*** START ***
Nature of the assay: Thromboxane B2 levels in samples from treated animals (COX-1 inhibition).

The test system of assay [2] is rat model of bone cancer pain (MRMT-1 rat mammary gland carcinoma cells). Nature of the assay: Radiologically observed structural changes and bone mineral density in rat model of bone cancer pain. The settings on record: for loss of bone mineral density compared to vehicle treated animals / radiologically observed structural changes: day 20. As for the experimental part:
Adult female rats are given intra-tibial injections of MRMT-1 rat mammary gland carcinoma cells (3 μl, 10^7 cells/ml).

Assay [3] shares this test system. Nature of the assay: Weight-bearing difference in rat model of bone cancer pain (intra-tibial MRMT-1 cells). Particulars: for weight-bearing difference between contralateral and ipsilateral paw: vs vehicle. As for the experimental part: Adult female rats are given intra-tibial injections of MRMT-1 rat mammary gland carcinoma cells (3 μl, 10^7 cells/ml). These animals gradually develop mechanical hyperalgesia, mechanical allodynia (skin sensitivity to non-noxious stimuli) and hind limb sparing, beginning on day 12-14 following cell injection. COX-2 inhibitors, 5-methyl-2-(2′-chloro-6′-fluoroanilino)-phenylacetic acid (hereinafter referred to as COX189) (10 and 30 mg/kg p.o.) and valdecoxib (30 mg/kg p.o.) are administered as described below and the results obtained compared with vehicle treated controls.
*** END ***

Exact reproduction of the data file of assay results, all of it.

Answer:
Nature of the assay: Thromboxane B2 levels in samples from treated animals (COX-1 inhibition).

The test system of assay [2] is rat model of bone cancer pain (MRMT-1 rat mammary gland carcinoma cells). Nature of the assay: Radiologically observed structural changes and bone mineral density in rat model of bone cancer pain. The settings on record: for loss of bone mineral density compared to vehicle treated animals / radiologically observed structural changes: day 20. As for the experimental part:
Adult female rats are given intra-tibial injections of MRMT-1 rat mammary gland carcinoma cells (3 μl, 10^7 cells/ml).

Assay [3] shares this test system. Nature of the assay: Weight-bearing difference in rat model of bone cancer pain (intra-tibial MRMT-1 cells). Particulars: for weight-bearing difference between contralateral and ipsilateral paw: vs vehicle. As for the experimental part: Adult female rats are given intra-tibial injections of MRMT-1 rat mammary gland carcinoma cells (3 μl, 10^7 cells/ml). These animals gradually develop mechanical hyperalgesia, mechanical allodynia (skin sensitivity to non-noxious stimuli) and hind limb sparing, beginning on day 12-14 following cell injection. COX-2 inhibitors, 5-methyl-2-(2′-chloro-6′-fluoroanilino)-phenylacetic acid (hereinafter referred to as COX189) (10 and 30 mg/kg p.o.) and valdecoxib (30 mg/kg p.o.) are administered as described below and the results obtained compared with vehicle treated controls.